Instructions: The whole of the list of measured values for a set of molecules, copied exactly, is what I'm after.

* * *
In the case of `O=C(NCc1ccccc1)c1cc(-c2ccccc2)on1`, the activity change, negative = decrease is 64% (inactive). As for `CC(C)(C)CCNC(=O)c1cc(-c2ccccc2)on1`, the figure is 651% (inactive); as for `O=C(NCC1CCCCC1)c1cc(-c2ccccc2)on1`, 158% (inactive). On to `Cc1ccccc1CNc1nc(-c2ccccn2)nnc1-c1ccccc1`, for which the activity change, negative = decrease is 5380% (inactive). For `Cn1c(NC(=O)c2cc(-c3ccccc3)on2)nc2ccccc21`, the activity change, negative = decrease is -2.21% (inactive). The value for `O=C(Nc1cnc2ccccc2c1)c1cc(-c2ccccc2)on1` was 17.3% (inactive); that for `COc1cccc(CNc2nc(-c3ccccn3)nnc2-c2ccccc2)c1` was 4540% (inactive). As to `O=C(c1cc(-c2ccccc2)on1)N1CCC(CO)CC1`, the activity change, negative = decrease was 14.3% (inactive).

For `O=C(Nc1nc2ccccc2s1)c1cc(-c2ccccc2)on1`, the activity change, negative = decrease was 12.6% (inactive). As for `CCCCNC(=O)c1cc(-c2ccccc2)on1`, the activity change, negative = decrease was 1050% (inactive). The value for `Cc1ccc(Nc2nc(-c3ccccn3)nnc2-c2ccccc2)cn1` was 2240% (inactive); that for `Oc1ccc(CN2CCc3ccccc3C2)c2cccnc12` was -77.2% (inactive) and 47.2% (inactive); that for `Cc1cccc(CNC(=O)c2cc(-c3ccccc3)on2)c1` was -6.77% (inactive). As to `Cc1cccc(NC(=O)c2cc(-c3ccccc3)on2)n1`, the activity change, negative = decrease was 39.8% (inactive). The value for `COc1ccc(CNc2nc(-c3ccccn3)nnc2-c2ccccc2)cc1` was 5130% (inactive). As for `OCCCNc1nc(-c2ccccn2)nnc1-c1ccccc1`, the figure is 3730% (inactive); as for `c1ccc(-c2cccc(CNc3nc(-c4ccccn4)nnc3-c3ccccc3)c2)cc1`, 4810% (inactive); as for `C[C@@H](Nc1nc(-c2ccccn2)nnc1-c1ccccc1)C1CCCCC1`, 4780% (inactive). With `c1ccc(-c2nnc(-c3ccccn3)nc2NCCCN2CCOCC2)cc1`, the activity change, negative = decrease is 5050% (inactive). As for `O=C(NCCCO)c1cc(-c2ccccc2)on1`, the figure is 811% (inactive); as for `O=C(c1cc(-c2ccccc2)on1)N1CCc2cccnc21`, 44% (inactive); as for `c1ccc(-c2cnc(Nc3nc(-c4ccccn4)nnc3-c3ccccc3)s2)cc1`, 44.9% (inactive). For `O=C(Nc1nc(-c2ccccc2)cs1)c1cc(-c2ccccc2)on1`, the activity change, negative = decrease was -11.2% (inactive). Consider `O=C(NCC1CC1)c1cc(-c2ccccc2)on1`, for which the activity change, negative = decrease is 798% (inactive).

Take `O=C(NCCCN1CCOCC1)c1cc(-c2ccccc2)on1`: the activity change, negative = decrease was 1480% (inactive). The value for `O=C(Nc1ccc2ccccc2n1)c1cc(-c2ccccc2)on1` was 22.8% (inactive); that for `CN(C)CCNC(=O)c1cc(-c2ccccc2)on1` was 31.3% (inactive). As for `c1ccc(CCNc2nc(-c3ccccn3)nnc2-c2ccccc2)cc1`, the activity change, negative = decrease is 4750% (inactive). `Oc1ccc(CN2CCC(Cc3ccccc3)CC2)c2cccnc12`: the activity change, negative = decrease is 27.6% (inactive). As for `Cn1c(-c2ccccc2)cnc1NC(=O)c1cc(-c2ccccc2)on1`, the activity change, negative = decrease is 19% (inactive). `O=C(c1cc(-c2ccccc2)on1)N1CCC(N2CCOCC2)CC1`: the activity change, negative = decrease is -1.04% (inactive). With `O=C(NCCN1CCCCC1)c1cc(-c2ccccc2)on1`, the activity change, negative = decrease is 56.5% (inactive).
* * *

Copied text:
In the case of `O=C(NCc1ccccc1)c1cc(-c2ccccc2)on1`, the activity change, negative = decrease is 64% (inactive). As for `CC(C)(C)CCNC(=O)c1cc(-c2ccccc2)on1`, the figure is 651% (inactive); as for `O=C(NCC1CCCCC1)c1cc(-c2ccccc2)on1`, 158% (inactive). On to `Cc1ccccc1CNc1nc(-c2ccccn2)nnc1-c1ccccc1`, for which the activity change, negative = decrease is 5380% (inactive). For `Cn1c(NC(=O)c2cc(-c3ccccc3)on2)nc2ccccc21`, the activity change, negative = decrease is -2.21% (inactive). The value for `O=C(Nc1cnc2ccccc2c1)c1cc(-c2ccccc2)on1` was 17.3% (inactive); that for `COc1cccc(CNc2nc(-c3ccccn3)nnc2-c2ccccc2)c1` was 4540% (inactive). As to `O=C(c1cc(-c2ccccc2)on1)N1CCC(CO)CC1`, the activity change, negative = decrease was 14.3% (inactive).

For `O=C(Nc1nc2ccccc2s1)c1cc(-c2ccccc2)on1`, the activity change, negative = decrease was 12.6% (inactive). As for `CCCCNC(=O)c1cc(-c2ccccc2)on1`, the activity change, negative = decrease was 1050% (inactive). The value for `Cc1ccc(Nc2nc(-c3ccccn3)nnc2-c2ccccc2)cn1` was 2240% (inactive); that for `Oc1ccc(CN2CCc3ccccc3C2)c2cccnc12` was -77.2% (inactive) and 47.2% (inactive); that for `Cc1cccc(CNC(=O)c2cc(-c3ccccc3)on2)c1` was -6.77% (inactive). As to `Cc1cccc(NC(=O)c2cc(-c3ccccc3)on2)n1`, the activity change, negative = decrease was 39.8% (inactive). The value for `COc1ccc(CNc2nc(-c3ccccn3)nnc2-c2ccccc2)cc1` was 5130% (inactive). As for `OCCCNc1nc(-c2ccccn2)nnc1-c1ccccc1`, the figure is 3730% (inactive); as for `c1ccc(-c2cccc(CNc3nc(-c4ccccn4)nnc3-c3ccccc3)c2)cc1`, 4810% (inactive); as for `C[C@@H](Nc1nc(-c2ccccn2)nnc1-c1ccccc1)C1CCCCC1`, 4780% (inactive). With `c1ccc(-c2nnc(-c3ccccn3)nc2NCCCN2CCOCC2)cc1`, the activity change, negative = decrease is 5050% (inactive). As for `O=C(NCCCO)c1cc(-c2ccccc2)on1`, the figure is 811% (inactive); as for `O=C(c1cc(-c2ccccc2)on1)N1CCc2cccnc21`, 44% (inactive); as for `c1ccc(-c2cnc(Nc3nc(-c4ccccn4)nnc3-c3ccccc3)s2)cc1`, 44.9% (inactive). For `O=C(Nc1nc(-c2ccccc2)cs1)c1cc(-c2ccccc2)on1`, the activity change, negative = decrease was -11.2% (inactive). Consider `O=C(NCC1CC1)c1cc(-c2ccccc2)on1`, for which the activity change, negative = decrease is 798% (inactive).

Take `O=C(NCCCN1CCOCC1)c1cc(-c2ccccc2)on1`: the activity change, negative = decrease was 1480% (inactive). The value for `O=C(Nc1ccc2ccccc2n1)c1cc(-c2ccccc2)on1` was 22.8% (inactive); that for `CN(C)CCNC(=O)c1cc(-c2ccccc2)on1` was 31.3% (inactive). As for `c1ccc(CCNc2nc(-c3ccccn3)nnc2-c2ccccc2)cc1`, the activity change, negative = decrease is 4750% (inactive). `Oc1ccc(CN2CCC(Cc3ccccc3)CC2)c2cccnc12`: the activity change, negative = decrease is 27.6% (inactive). As for `Cn1c(-c2ccccc2)cnc1NC(=O)c1cc(-c2ccccc2)on1`, the activity change, negative = decrease is 19% (inactive). `O=C(c1cc(-c2ccccc2)on1)N1CCC(N2CCOCC2)CC1`: the activity change, negative = decrease is -1.04% (inactive). With `O=C(NCCN1CCCCC1)c1cc(-c2ccccc2)on1`, the activity change, negative = decrease is 56.5% (inactive).